Moving to ATSC 3.0 does not strike me as prohibitively expensive, except, perhaps, in the smallest TV markets where they may still be waiting to upgrade to HD in the newsroom. And there are ways to mitigate the expense. But in the long run, the myriad financial benefits from the new standard should be evident to those broadcasters who intend to stay in business for the foreseeable future.
The future of free TV will not be free.
To be part of the next-generation of broadcasting, broadcaster will have to adopt and implement the next-generation standard, ATSC 3.0. And that will involve some expense.
How great an expense?
A study by the consulting firm Meintel, Sgrignoli & Wallace commissioned by the Pearl consortium of major station groups says it will be between $300,000 and $600,000 per station. That would, the study says, cover a new exciter and mask filter, studio-to-transmitter link modifications, test equipment, audio and video encoders, schedulers and the installation of it all.
To take full advantage of ATSC 3.0 — that is, to insure that signals reach mobile devices and the those old sets in the basement and to allow zoned advertising — it will also be necessary for broadcasters to establish secondary stations in their markets to relay signals.
These single frequency networks (SFNs) — so-called because the stations would all operate on the same channel — could cost a few million dollars per market, according to one cost analysis.
Broadcasters would also have to foot the bill in each market of operating a transition station. Such stations would continue to simulcast in SD all the stations using the current digital standard for the sake of those now watching off air and not eager to rush out and buy new sets with ATSC 3.0 tuners. ATSC 3.0, in case you don’t know, is not backwards compatible.
In most markets, setting up the transition stations would not be particularly dear. But in large markets like New York and Los Angeles where spectrum is at a premium, securing or setting aside a channel for the transition could be pricey.
I have yet to see any cost estimates on the transition stations.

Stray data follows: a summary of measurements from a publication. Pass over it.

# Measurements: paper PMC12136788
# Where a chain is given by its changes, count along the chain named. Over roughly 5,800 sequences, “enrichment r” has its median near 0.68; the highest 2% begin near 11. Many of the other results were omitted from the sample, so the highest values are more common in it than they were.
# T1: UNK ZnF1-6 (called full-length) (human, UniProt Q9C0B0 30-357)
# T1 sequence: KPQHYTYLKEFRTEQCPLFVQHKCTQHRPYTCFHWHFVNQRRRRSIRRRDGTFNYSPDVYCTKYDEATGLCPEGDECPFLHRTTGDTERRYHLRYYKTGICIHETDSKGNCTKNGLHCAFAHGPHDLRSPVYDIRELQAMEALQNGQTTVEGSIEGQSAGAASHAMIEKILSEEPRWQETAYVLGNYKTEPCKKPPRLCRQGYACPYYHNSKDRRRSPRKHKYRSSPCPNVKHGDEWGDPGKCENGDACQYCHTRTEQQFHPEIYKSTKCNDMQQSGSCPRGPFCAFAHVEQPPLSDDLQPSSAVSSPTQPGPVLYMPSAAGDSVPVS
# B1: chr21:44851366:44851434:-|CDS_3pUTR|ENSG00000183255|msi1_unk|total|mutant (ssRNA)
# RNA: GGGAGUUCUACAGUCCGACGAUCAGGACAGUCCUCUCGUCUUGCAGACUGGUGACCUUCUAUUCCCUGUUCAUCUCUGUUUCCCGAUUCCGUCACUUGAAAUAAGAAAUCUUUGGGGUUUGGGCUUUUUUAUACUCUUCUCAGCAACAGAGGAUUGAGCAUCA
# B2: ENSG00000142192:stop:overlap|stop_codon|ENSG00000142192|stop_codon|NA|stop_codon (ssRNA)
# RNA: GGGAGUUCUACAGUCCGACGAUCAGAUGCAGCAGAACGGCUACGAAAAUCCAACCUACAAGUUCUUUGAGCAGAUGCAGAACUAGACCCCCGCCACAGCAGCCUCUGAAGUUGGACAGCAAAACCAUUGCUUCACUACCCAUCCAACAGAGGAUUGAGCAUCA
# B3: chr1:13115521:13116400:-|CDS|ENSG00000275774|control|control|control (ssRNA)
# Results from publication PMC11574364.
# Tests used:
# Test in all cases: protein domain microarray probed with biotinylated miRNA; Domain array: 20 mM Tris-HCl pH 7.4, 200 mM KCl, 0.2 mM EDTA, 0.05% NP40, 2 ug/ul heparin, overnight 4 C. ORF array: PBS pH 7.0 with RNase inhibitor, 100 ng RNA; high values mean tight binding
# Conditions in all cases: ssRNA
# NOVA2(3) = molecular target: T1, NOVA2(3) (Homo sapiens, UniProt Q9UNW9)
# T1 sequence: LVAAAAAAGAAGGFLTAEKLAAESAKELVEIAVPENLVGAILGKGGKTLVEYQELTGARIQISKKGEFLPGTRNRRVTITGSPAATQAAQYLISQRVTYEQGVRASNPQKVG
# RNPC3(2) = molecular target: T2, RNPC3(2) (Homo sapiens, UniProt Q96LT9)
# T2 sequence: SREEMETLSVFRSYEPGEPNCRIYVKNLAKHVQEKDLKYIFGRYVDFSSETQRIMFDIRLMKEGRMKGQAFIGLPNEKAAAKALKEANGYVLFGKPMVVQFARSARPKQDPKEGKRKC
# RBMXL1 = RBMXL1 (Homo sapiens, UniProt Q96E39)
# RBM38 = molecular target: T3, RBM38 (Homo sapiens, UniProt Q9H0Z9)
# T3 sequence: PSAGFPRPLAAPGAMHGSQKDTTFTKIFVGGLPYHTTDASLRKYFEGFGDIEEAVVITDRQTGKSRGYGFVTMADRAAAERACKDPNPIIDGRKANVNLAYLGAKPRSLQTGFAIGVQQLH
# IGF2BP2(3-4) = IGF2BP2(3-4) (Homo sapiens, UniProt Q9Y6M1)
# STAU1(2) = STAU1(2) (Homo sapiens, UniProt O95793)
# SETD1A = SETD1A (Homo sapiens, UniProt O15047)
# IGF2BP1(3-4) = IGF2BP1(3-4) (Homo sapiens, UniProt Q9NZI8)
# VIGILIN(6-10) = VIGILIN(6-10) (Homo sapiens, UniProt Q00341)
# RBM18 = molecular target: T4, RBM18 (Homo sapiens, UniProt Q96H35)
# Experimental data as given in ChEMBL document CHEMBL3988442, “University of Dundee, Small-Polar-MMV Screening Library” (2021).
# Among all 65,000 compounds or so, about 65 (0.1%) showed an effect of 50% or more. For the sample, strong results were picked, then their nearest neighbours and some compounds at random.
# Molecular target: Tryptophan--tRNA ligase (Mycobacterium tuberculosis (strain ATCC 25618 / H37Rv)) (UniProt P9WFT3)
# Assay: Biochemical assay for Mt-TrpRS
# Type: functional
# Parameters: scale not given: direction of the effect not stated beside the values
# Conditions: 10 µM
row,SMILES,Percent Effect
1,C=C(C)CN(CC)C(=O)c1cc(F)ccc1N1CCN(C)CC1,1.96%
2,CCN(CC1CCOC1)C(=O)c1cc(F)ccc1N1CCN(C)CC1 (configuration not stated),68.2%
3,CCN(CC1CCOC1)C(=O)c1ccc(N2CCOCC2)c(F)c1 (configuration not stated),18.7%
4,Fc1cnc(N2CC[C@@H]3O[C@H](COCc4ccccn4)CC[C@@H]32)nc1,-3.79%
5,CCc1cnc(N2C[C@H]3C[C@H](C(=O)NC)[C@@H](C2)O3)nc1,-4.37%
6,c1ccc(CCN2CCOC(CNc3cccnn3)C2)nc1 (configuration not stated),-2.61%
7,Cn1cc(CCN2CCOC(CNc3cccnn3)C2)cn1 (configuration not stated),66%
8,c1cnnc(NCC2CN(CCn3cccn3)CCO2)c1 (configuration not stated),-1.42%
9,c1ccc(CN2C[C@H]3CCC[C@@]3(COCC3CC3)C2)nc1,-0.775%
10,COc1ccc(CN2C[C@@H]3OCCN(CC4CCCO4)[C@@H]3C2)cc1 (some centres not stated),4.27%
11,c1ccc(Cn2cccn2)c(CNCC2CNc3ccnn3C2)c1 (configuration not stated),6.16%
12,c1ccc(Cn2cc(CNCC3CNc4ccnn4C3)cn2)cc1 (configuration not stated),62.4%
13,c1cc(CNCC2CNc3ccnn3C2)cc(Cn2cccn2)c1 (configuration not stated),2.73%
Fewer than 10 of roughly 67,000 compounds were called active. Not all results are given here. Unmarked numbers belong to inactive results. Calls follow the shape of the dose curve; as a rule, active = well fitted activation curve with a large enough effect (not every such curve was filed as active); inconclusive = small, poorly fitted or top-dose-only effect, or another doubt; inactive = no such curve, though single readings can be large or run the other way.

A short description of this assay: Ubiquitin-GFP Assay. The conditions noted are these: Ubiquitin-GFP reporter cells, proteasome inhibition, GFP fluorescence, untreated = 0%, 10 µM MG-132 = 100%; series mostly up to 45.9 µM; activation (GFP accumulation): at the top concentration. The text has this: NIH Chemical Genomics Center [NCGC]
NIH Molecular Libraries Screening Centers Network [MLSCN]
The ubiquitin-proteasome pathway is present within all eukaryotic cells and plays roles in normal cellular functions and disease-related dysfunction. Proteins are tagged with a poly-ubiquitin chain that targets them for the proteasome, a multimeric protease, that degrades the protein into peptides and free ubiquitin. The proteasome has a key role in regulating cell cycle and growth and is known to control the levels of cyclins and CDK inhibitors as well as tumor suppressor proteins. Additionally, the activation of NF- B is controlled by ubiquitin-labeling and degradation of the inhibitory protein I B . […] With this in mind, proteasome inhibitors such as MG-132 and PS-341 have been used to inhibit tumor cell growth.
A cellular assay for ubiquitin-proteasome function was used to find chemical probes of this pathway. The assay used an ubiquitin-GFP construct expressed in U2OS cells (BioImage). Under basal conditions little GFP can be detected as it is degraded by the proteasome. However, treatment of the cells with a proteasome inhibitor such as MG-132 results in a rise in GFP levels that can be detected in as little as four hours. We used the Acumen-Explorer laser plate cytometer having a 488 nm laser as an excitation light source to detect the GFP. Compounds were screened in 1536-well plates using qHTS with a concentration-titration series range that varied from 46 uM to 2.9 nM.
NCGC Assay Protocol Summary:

Despite that unknown and potentially substantial variable, ATSC 3.0 does not strike me as prohibitively expensive, except, perhaps, in the smallest TV markets where they may still be waiting to upgrade to HD in the newsroom.
And there are ways to mitigate the expense. After the incentive auction, the government is going to reimburse broadcasters up to $1.75 billion to cover the costs of moving to new channels in the repacking of the TV band. If ATSC 3.0 proponents can persuade the FCC to sync up the rollout of ATSC 3.0 with the repacking, the reimbursement money may help defray the cost of ATSC 3.0.
Broadcasters can also cut the cost of the SFNs. Broadcasters in a market could get together to share the cost and the facilities. Individually or collectively, they could also avoid the big capital outlay by leasing the facilities from a third party. Keep in mind, too, that SFNs are optional.
On a macro level, ATSC 3.0 appears to be well within financial bounds. Let’s be conservative and say that 1,000 post-auction stations pay an average of $500,000 each to gear up for ATSC 3.0. That’s $500 million. And then let’s say, broadcasters spend an average of $3 million in each of the top 100 markets for single frequency networks. That’s another $300 million.
Excluding the cost of the transition stations, ATSC 3.0 implementation amounts to an investment of $800 million for an industry that takes in more than $20 billion a year. Call ATSC 3.0 the 4% solution.
So why do I hear muttering from some about the expense of ATSC 3.0, about how they can’t make the ROI work.
I get this coming from small-market stations that are not part of a big group. For them even $300,000, the lower end of the cost estimates, is daunting.
But I’ve also heard kvetching about cost from the network O&O groups, the most lucrative in the business. Each has spot revenue in excess of $1 billion.
I suspect that CBS is going to dump as many of its duopoly stations and standalone CW affiliates in the incentive auction as it can. That means it could be left with as few as 16 stations. Upgrading them would cost just $8 million before repack reimbursement offsets. Note that the CBS station group enjoyed spot revenue of $1.6 billion in 2014, according to BIA/Kelsey.
Frankly, the networks objections to ATSC 3.0 go much deeper than the implementation cost. More programmers than broadcasters, they don’t like the idea of giving away TV for free anymore. But whining about cost is an easy way for them to dismiss the whole thing.
I’ve been a champion of ATSC 3.0 for years now so I won’t go into a long discussion of why broadcasters — at least those who intend to stay in the business for a while — have to embrace it. But I will give you the top bullet points.
With ATSC 3.0, broadcasters will be able to:
- Broadcast 4K and other advanced TV formats
- Broadcast to fixed sets with set-top antennas in most places
- Broadcast directly to smartphones and tablets
- Provide zoned programming and advertising within markets
- Provide datacasting services to third parties
- Lease excess capacity to other service providers
No, free TV of the future will not be free, but it’s a bargain that will pay dividends for generations to come.